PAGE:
The Bad News: I just got let go at work - I didn't make it through the 6-month probationary period. I did my best and they gave me a fair shake, but there's enough differences in the type of work at a clinical lab vs. a research lab that I made several mistakes along the way as I was learning, and they don't have the luxury of spending more time to get me up to the necessary standard. Personally, I suspect they'll have a hard time getting someone who needs less training to fill the position, but I do hope I'm wrong about that since they're good people and have a lot on their plates at the moment. Part of the reason they don't have the luxury of training me up to standard is that they're really rather understaffed for the workload at the moment.
So, it's back to the job-hunt for me, though if I don't turn up something in ~7 months, it means that we'll at least not be having to pay for child care - not an inconsiderable thing, since the places we've turned up so far for daycare charge about half my former monthly salary for care for a 3-18 month child for a month during the workday.
In an effort to raise at least $30K by July 1 to avoid foreclosure on his house, AJ Adams is offering shares in Sea Fire Productions - his record label, owner of the copyrights to his/Heather's music, and 51% owner of the land in question. Details such as we have them are here: http://community.livejournal.com/
The short form is that SFP was originally set up as an S corporation, and they're offering publicly up to 49% of the original shares at $50/share. They're trying to raise $30k by July 1 to save the house - if they don't manage that, anyone who wishes to cash out their shares and get their money back will be allowed to do so, or the shares can be kept for whatever they may turn out to be worth. Contact email@example.com for details.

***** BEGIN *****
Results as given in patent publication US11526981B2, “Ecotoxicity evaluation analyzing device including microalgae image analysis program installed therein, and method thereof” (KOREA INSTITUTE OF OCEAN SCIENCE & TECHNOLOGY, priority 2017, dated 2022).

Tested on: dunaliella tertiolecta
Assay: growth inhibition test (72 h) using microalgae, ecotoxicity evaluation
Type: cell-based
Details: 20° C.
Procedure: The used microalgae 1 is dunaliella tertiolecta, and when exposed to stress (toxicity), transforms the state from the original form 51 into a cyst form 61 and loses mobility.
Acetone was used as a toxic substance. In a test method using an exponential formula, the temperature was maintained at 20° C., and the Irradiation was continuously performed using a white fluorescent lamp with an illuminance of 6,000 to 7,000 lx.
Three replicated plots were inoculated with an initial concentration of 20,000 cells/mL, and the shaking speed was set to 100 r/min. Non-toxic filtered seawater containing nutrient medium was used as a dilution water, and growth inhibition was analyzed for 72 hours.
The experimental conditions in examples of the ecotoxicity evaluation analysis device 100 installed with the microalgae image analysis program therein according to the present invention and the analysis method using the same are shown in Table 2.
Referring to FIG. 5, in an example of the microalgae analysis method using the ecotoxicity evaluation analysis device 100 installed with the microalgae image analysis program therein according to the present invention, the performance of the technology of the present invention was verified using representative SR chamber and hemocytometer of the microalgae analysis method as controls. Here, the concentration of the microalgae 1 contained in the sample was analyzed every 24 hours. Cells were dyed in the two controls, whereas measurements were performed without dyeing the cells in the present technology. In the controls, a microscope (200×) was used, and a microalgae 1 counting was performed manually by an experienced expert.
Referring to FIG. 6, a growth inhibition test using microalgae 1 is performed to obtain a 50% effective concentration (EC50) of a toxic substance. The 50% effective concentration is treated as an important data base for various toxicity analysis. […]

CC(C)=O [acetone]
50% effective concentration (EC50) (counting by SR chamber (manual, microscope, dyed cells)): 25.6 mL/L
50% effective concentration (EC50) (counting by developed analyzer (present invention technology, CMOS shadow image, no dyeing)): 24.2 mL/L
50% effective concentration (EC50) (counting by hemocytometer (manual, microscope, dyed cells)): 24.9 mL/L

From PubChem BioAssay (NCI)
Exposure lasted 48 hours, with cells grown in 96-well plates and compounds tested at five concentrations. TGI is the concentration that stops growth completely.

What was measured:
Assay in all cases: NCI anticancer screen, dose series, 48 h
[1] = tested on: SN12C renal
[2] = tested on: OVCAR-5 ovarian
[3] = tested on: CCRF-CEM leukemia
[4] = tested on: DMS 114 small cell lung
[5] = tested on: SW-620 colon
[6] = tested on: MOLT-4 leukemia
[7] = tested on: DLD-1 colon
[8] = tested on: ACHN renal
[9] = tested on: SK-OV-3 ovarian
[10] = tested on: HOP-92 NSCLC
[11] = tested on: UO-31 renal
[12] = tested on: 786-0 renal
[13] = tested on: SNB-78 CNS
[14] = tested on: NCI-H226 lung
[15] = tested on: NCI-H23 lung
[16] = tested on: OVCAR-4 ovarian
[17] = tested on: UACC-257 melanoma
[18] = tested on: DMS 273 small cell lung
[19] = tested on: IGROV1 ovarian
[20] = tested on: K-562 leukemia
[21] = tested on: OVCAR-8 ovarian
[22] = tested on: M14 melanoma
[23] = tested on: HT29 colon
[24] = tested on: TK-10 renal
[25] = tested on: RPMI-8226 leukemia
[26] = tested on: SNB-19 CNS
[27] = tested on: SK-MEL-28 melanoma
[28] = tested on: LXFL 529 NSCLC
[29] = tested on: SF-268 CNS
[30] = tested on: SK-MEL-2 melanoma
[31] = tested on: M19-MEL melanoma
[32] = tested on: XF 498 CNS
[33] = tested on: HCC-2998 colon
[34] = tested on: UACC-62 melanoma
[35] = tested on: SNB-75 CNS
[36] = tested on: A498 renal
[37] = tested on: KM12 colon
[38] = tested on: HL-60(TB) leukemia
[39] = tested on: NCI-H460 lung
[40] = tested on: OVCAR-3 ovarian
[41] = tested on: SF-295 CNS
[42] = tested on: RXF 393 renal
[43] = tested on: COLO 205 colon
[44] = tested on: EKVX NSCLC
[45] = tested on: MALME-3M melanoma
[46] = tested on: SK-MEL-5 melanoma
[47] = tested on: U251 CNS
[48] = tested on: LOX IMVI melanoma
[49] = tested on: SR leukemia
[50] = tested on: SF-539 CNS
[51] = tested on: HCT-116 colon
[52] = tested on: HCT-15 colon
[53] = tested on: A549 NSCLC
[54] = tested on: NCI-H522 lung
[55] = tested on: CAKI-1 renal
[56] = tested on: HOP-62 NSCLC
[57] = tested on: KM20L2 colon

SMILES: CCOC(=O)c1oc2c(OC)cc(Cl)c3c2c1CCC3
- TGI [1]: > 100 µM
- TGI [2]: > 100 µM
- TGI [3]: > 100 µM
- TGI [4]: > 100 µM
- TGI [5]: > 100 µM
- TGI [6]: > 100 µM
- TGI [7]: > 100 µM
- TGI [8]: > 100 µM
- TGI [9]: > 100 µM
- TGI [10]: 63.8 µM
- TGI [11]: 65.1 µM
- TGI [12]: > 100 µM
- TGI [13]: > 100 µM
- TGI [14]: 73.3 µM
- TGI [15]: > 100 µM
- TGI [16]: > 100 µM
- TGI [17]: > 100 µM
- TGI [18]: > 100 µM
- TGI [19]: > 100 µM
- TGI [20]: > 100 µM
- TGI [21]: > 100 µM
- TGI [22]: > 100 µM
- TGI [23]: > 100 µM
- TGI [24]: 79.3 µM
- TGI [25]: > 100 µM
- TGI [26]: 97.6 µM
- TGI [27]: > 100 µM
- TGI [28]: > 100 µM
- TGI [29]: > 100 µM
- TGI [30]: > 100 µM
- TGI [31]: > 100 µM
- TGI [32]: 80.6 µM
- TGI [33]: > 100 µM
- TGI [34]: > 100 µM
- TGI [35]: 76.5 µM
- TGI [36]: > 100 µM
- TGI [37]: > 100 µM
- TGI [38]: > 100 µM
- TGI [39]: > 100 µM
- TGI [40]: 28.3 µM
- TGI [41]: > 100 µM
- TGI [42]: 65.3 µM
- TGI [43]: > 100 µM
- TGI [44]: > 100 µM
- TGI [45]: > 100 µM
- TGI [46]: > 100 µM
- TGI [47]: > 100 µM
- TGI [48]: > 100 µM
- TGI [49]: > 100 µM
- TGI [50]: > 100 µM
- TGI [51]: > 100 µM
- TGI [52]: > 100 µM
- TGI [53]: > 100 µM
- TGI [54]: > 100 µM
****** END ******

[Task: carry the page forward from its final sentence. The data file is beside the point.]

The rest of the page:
Sarah and I picked up several shares both to help out, and because the idea of owning shares in the music of someone we're fans of appeals to us. No clue if it'll be anything resembling a sound financial investment, but that's not the point for us.
Overall, we had a lot of fun, and I think several of our friends would enjoy coming along sometime. silkfiddlerette , lyahdan , battymaiden , temperance14 , barnabas_truman , and serendipity17 , I'm particularly thinking of you. Hazel - there were several harps in evidence, which made us think of you. Overall, I'm quite impressed by the general friendliness of the people there - I suppose I shouldn't be surprised, given the overlap with Faire/SCA folk. It seems to me to be a great community, and one I look forward to getting more involved in over time.
Mind you, I should put up a disclaimer that I got Tuckerized in this one as a result of the contest here: http://davefreer.livejournal.com/77663.
That is to say, there's a minor character named "Groblek" in the story. I find this quite fitting, as my handle originally came from my misremembering the name of a minor Eddings character - I'll be interested to see if I start finding that Groblek is taken as a user name for new sites after the book has been out a while - I rather hope it gets that popular. :)
We're kid friendly, but haven't kid safed the house. I can probably pull out some Legos to help entertain any kids of an appropriate age (or adults, for that matter).
It's our place, so there will probably be gaming, may be dancing, and should be fun.
When: 3 pm-whenever 10/31/09
Where: Pryankster Place 3329 Monterey Ave.
Questions: comment e-mail or phone me